Read more of this awesomeness at the Long Beach Herald: Rebuild by Design project would begin in Long Beach

I am very excited and really hope this comes to fruition here in Long Beach. This is real forward thinking. I am sure you will all agree how important bay protection is for Long Beach. This would be major step in doing just that. Plus, it’s also a beautification plan as well. Although dated, this old post might help you remember how terrible that section of Long Beach really is: THE FORBIDDEN ZONE OF LONG BEACH: A PHOTOGRAPHIC JOURNEY.

Read more about Rebuild By Design here:

Patchogue Village, a good model for Long Beach to Follow?

For the times they are a-changin’

                     -Bob Dylan

Newsday is running an article on the amazing revitalization of Patchogue village, a once beaten down and vacant downtown (read -Patchogue Village sees dramatic gains in development a decade after Swezey’s closed).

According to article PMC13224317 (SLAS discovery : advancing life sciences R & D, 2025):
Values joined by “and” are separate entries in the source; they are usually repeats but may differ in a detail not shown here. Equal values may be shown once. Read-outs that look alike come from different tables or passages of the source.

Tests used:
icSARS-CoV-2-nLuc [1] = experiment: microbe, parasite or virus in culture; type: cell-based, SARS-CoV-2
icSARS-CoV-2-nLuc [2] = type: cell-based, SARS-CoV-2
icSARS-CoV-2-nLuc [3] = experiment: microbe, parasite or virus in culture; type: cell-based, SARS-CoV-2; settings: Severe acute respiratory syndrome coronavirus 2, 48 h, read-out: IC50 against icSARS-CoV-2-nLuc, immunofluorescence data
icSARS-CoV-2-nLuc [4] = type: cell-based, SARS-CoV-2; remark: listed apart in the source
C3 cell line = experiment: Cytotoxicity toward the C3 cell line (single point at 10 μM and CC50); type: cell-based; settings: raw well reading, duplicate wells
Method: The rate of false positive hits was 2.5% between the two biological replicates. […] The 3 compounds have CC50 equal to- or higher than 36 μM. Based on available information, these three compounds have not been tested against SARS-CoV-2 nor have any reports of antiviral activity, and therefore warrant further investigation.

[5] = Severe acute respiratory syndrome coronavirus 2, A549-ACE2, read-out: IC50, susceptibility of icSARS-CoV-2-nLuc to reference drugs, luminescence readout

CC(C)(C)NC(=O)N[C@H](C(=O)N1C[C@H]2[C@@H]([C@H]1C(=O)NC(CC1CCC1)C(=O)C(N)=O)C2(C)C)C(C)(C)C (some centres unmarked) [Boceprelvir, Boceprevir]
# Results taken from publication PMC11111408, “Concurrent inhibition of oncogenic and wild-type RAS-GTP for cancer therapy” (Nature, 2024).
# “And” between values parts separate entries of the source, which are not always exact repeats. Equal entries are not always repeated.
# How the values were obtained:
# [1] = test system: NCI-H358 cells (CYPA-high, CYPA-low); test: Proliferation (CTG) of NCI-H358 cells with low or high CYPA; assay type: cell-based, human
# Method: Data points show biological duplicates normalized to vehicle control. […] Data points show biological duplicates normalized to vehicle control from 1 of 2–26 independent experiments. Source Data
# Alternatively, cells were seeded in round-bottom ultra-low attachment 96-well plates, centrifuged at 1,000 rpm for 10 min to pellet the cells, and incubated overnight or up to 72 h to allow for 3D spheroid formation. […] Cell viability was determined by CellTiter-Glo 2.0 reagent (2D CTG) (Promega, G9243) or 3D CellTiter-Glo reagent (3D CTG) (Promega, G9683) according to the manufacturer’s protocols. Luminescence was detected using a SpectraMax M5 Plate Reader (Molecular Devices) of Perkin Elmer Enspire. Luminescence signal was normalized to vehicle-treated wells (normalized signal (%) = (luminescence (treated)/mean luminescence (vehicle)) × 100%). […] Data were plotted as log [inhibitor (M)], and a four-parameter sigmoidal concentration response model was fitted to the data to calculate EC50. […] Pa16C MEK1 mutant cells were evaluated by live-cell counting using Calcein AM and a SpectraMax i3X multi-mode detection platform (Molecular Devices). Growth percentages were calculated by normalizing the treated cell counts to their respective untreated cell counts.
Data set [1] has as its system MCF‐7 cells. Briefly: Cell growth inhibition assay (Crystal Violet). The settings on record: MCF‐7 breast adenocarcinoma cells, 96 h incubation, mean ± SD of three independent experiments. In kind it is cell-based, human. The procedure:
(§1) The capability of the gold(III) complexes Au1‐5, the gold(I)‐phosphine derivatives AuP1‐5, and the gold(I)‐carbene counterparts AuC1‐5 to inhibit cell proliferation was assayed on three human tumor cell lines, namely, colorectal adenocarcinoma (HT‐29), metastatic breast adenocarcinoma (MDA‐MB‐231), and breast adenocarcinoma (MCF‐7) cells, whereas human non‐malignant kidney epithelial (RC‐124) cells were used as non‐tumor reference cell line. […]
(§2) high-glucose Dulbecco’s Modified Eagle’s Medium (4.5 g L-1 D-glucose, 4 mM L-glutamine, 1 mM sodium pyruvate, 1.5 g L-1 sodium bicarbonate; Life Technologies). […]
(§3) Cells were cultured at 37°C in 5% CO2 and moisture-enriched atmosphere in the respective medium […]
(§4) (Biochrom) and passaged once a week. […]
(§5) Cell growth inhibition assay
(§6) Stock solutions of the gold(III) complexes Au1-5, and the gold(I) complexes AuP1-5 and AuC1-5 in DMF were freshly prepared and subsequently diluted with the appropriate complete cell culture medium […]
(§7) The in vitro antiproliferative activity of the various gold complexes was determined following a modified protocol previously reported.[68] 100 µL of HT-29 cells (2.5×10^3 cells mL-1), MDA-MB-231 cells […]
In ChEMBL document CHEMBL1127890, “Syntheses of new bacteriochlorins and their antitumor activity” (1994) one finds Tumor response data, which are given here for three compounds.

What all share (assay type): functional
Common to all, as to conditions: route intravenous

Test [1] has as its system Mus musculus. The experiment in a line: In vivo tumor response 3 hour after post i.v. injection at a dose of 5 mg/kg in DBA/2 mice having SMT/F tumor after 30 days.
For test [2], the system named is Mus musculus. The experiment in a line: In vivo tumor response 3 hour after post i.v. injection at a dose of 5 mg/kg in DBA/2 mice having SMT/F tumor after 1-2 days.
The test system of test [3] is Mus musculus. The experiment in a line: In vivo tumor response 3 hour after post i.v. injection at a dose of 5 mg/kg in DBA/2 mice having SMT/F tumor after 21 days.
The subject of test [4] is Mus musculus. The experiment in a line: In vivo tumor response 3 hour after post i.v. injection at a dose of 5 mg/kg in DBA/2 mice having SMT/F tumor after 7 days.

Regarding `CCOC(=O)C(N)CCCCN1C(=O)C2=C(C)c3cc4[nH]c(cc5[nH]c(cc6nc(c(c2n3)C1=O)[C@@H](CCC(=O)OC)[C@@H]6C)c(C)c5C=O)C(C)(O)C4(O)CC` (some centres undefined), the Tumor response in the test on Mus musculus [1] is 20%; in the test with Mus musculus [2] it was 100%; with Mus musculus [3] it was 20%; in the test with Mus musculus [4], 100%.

I haven’t been to Patchogue in a couple years, but was able to see something exciting happening when I was there. Something, I wish would happen right here in Long Beach. I am glad to read how all these revitalization efforts in Patchogue are working, but all this comes with some courage:

“Patchogue has always survived because it adapted to things,” Pontieri said. “This community was ready for leadership that wasn’t afraid of change.”